Friday, May 18, 2012

Spring Wildlife

From early March until mid-May, I spend most of my time afield filming and photographing the Eastern Wild Turkey mating season--mostly working at catching the gobblers strutting and performing the courtship display.

Mature Gobbler Performs Courtship Display: Canon 500mm F4

I see large numbers of deer while doing this, but they are not the most appealing subjects at this time of year as their coats are ragged and bleached looking while they shed the brown winter coat and transition to the sleek red coat of summer.  As a result, most of my photographs are of turkeys. This intense focus on one species makes blogging difficult as it gets somewhat redundant featuring post after post of the same subject.

Fortunately other species do venture near enough for good photo opportunities at times, and today we feature some of the better shots taken of birds while waiting for the gobblers to appear.

Mourning doves are frequently seen, but often at too great of a distance for the best portraits.  At times the countryside resounds with their mournful song. 

Mourning Dove: Canon 7D-300mmF2.8 with 2x Extender
Crows are always present, but they are either usually too far, or the light is not right to capture detail, but on occasion things come together and it is possible to get a usable photograph.

Common Crow: Canon 7D-300mm F2.8 with 1.4 Extender
It is always a special treat to encounter an Eastern Towhee.  These small birds flit about the forest floor and are not too difficult to see in my area, but it is hard to catch them sitting still long enough to get the camera in position and click the release. On occasion; however, one is rewarded with success.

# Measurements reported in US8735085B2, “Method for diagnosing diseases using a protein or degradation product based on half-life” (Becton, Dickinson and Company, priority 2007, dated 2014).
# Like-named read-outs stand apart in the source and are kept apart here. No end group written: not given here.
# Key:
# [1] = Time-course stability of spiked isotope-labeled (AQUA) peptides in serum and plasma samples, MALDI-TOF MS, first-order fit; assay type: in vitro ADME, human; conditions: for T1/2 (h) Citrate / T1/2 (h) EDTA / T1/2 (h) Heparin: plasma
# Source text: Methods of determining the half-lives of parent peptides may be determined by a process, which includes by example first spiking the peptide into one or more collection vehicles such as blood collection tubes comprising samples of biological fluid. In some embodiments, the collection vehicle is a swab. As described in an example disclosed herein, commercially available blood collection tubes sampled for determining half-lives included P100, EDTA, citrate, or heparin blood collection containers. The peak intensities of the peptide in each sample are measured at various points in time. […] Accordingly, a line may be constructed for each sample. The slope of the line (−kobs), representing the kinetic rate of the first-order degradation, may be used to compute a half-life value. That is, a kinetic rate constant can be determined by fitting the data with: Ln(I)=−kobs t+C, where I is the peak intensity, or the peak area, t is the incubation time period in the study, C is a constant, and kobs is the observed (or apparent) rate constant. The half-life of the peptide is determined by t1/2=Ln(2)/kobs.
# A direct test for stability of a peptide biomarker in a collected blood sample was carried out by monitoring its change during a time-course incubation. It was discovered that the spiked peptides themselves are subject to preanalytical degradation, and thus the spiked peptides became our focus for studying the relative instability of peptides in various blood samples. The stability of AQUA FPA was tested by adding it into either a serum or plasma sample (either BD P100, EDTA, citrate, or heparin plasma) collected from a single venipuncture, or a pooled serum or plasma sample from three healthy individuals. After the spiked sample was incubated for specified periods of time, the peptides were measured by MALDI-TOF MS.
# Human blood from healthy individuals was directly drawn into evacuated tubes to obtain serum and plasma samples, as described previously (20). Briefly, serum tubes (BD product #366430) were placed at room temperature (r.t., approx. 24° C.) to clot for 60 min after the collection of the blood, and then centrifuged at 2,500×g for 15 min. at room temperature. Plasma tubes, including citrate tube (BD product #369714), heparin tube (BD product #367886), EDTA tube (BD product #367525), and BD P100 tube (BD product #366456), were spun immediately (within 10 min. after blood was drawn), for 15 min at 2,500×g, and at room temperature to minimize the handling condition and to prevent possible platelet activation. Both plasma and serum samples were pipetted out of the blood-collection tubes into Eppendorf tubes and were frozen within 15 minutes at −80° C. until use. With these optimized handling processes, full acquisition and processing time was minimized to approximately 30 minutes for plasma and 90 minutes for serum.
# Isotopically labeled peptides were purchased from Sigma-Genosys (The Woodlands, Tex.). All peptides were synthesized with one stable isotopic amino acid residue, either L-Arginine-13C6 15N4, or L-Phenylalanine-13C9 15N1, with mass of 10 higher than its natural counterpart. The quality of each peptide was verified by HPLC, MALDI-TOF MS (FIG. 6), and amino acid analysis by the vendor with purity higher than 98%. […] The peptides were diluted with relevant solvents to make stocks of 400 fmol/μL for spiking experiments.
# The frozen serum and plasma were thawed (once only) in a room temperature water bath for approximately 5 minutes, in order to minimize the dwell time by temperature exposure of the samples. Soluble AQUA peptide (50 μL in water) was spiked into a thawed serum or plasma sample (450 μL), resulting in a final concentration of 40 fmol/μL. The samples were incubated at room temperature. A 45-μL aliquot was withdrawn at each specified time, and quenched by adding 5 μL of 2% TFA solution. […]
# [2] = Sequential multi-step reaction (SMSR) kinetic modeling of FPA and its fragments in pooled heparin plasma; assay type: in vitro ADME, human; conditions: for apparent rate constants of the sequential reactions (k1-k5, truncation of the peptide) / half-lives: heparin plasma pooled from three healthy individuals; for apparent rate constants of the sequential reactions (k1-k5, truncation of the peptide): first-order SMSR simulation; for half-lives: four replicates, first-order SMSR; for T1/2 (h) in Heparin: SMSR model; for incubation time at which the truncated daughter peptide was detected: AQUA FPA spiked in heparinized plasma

Female Eastern Towhee: Canon 7D-300mm F2.8 with 1.4 Extender

Stay tuned for some more thoughts on CS6, new Canon DSLRs that are on the way, and some detailed information on utilizing the video potential of the  Canon T3i or 600D  as it is known in other parts of the world. (Why didn't they use that name in the US also--it sounds so much better to me.)  I will try to deal with some or all of these subjects soon, but it has been difficult to find time to post as I am working on "Pennsylvania Elk Country" a new film on Pennsylvania Elk and the other wildlife that live in the northwoods, between this, photographing most mornings and evenings, and dealing with the necessary details of daily life, it seems there are not enough hours in the day.

Originally posted at Pennsylvania Wildlife Photographer by Willard Hill.